30 book reviews this time around, over five days of posts. as always, i allow myself two sentences (unless otherwise noted):
– the first sentence is a summary of the book.
– the second sentence is my opinion of the book (complimented by the star rating).
– just because “Leaders are Readers” is a cliche doesn’t make it untrue.
– and, people who want to grow choose to read widely.
in this current series:
YA Fiction and Fiction (6 books, monday)
Illustrated Books and Graphic Novels (7 books, today)
General Nonfiction (6 books, wednesday)
Ministry and Theology (7 books, thursday)
Christian Nonfiction and Parenting (4 books, friday)
Illustrated Books and Graphic Novels
Seconds, by Bryan Lee O’Malley
a young chef with a propensity for bad choices that undermine her long range goals gets the opportunity for do-overs, which lead to complex and unintended results (as well as growth and learning). this full-length (336 pages!) graphic novel offers the things i hope for in this literary form: engaging story and character, great drawing, with a dose of insight.
Masterful Marks: Cartoonists Who Changed the World, by Monte Beauchamp
short graphic biographies of influential cartoonists, drawn in their own style. i like graphic novels, but didn’t know much about influential cartoonists; so this creative and brilliantly executed approach to a history book was a blast to read.
What If?: Serious Scientific Answers to Absurd Hypothetical Questions, by Randall Munroe
just what the subtitle says it is: an application of math and science to offer reasoned answers to ridiculous question (example: What would happen if the earth and all terrestrial objects suddenly stopped spinning, but the atmosphere retained its velocity?). from the creator of the popular web comic xkcd, this collection of weird questions and serious answers–with lots of fun illustrations–totally kept my attention for about 80% of my time with it.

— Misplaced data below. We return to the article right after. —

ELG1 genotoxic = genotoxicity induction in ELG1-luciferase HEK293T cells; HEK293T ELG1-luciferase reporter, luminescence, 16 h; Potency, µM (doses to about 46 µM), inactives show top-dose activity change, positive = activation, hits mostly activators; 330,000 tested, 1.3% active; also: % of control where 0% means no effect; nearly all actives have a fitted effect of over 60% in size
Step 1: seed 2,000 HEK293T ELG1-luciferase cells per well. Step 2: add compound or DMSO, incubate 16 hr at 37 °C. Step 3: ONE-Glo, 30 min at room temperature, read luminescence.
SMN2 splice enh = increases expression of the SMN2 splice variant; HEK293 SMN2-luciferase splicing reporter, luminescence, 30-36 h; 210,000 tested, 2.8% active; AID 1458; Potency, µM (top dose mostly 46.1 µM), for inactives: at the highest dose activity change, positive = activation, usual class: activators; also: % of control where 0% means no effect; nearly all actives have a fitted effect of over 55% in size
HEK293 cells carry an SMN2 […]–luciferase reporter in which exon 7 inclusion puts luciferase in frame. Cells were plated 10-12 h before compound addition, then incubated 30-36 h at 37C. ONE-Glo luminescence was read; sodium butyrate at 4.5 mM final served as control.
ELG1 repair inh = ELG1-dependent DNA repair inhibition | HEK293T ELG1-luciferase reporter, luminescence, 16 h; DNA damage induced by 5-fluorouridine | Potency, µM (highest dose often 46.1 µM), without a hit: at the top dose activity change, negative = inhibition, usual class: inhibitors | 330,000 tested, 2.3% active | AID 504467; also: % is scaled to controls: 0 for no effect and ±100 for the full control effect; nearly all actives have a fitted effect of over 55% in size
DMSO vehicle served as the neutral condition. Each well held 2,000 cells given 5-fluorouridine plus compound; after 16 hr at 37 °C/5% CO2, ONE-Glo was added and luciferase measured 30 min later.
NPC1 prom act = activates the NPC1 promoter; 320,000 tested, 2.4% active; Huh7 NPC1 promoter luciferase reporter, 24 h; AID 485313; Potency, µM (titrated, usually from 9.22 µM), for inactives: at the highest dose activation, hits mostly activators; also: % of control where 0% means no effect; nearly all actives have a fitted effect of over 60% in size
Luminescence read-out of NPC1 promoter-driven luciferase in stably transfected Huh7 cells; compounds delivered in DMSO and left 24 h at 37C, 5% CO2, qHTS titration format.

The Gigantic Beard That Was Evil, by Stephen Collins
a man in an isolated, fear-based island kingdom suddenly grows a beard that won’t stop growing, creating pandemonium, absurd attempts at problem solving, and isolation. in addition to my beardy connection on this one, i loved the illustration style, and was pleasantly surprised by the level of implied social and political commentary about how we treat those considered other.
Awkward Moments Children’s Bible, Vol. 1, and Awkward Moments (Not Found In Your Average) Children’s Bible – Vol. 2: Don’t blame us – it’s in the Bible!, by Horus Gilgamesh (Author) and Agnes Tickheathen (Illustrator)
illustrated plates of awkward bible scenes, with back-of-the-book commentary. i really, really wanted to love these books, but ultimately found them way too cynical, mean-spirited and dismissive.
Wilson, by Daniel Clowes
a narcissistic and lonely middle aged man seeks human connection. i love clowes’s illustrations (really, about as good as it gets), but found wilson so hopeless, in every sense, that i struggled to fully enjoy the story.